1) The number of IDUs recruited; 2) effectiveness in educating recruits about HIV prevention, measured by a knowledge test; 3) re-recruitment and follow-up 6 months post-baseline; 4) effectiveness in educating follow-up recruits, as measured by a second knowledge test; 5) self-reported drug-and sexual risk behavior; 6) differences in costs between the two intervention strategies.
The costs associated with paying recruiters in the simplified PDI were 50% less than the standard PDI. Over 18 months, the standard PDI recruited 129 more IDUs (493 vs. 364). There was no difference in six-month follow-up rates between the two arms: 74% follow-up in the standard and 72% in the simplified intervention. However, participants in the simplified PDI scored better on knowledge than those in the standard PDI. Between baseline and follow-up, there was a similar reduction in injection frequency, the sharing of paraphernalia, and rates of unprotected sex in the two arms.
The authors concluded that by offering different rewards, intervention projects get what they pay for. The more participants are rewarded for educating vs. recruiting peers, the more effort they will put into educating them; while the more participants are paid for recruiting, the more persons they will refer. In comparison to the pilot study, both interventions demonstrated improved follow-up rates, which could be attributed to the fact that peers, rather than health educators, facilitated follow-up.
The quality of this quasi-experimental study was not graded. Although the authors made an effort to implement the interventions in comparable cities, the differences between the cities may have confounded the differential recruitment rates. The quality of this study was also limited in that the only difference between the two intervention arms was the incentives provided to recruiters, which is unlikely to have impacted most of the outcomes of interest. The primary difference was a change in education score, which did not translate into a change in behavior.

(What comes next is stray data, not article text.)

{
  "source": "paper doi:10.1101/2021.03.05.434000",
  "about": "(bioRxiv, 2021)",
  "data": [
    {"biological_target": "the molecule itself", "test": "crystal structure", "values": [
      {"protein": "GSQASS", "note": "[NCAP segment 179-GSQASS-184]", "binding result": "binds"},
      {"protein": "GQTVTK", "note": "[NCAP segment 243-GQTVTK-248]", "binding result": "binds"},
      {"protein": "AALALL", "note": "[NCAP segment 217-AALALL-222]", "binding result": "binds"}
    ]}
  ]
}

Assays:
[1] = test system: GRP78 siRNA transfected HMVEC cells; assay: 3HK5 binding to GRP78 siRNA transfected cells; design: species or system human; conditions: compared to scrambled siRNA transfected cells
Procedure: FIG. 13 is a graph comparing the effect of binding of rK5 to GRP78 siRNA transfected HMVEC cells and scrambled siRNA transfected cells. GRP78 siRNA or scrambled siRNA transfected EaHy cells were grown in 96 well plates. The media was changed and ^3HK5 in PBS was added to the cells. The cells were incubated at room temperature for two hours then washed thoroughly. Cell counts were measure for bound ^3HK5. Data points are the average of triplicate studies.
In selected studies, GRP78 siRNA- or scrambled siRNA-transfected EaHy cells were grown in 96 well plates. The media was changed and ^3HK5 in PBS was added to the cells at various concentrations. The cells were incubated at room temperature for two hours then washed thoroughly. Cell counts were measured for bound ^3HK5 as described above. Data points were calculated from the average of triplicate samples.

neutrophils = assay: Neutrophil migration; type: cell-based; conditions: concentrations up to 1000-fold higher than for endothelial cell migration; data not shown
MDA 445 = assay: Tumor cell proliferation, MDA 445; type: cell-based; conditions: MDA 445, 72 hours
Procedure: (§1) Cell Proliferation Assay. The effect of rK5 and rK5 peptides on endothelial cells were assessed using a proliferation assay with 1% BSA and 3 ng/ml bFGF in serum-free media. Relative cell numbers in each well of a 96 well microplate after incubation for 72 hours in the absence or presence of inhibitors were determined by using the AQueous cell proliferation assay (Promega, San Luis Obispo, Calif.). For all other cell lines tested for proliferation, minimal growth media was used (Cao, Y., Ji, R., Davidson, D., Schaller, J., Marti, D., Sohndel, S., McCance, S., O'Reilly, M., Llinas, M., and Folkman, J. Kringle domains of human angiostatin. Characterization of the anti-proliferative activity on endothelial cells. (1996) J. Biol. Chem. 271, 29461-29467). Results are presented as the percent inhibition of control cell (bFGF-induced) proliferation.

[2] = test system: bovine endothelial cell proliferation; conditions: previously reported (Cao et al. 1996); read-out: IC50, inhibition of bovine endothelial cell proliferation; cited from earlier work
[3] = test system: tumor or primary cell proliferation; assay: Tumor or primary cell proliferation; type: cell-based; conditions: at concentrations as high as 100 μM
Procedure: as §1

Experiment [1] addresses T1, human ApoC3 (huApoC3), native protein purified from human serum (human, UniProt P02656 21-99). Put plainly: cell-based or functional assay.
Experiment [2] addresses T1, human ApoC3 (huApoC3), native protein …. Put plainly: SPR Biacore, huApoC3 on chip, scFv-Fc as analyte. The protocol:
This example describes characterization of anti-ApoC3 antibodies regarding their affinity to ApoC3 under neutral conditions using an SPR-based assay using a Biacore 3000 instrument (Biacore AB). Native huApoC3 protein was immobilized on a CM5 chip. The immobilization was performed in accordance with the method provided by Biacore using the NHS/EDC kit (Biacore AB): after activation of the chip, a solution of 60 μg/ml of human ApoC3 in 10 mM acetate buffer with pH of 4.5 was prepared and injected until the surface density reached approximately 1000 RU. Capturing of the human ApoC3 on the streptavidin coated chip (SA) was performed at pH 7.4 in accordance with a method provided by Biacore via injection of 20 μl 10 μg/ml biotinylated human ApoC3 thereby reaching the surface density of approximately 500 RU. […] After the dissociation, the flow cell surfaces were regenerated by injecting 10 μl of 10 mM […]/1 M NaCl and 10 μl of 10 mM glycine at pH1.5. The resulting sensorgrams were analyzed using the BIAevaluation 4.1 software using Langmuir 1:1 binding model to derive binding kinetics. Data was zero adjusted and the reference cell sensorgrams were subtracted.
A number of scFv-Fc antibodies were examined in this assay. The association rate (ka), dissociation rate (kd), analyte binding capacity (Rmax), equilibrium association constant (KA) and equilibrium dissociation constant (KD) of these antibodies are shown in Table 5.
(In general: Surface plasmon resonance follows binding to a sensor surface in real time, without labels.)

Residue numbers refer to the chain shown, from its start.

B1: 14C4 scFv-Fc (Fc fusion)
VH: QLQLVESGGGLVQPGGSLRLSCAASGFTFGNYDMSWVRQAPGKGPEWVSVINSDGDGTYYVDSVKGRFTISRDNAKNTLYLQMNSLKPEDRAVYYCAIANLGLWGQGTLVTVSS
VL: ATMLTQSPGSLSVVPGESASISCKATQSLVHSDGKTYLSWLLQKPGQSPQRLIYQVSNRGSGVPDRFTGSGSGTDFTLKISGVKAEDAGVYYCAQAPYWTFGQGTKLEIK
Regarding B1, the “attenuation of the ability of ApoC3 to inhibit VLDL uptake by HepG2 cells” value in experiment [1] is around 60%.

Developed in the US in the 1990s, the PDI referral model has been successfully used in a variety of settings to recruit IDUs. Although the results of the 1996-1998 PDI pilot study in Yaroslavl demonstrated the feasibility of using a standard PDI recruitment and education model for use in Russia,(1) the literature regarding the use of peer-driven recruitment among hard-to-reach populations in developing countries is just beginning to be published.(2) This study provides interesting and fairly detailed information about how such programs are implemented.
Among injection drug users, peer-driven interventions can be successfully employed to recruit and educate other IDUs about HIV prevention. However, the results of this study indicate that there were no differences between the two interventions with regard to reduction in risk behavior. Thus, although exploring different incentive schemes may increase the number of participants, it may not impact viral transmission. Exploration of factors that can reduce risky sex and sharing of paraphernalia, rather than simply improving the ability to perform well on a written test, is still needed. Efforts should be made to improve the method and quality of peer education.
Sergeyev, B. et al. HIV prevention in Yaroslavl, Russia: A peer-driven intervention and needle exchange. Journal for Drug Issues, 29(4), 777-804.
- Stormer A, Tun W, Guli L, Harxhi A, Bodanovskaia Z, Yakovleva A, Rusakova M, Levina O, Bani R, Rjepaj K, Bino S.
An Analysis of Respondent Driven Sampling with Injection Drug Users (IDU) in Albania and the Russian Federation. J Urban Health. 2006 Oct 31; [Epub ahead of print].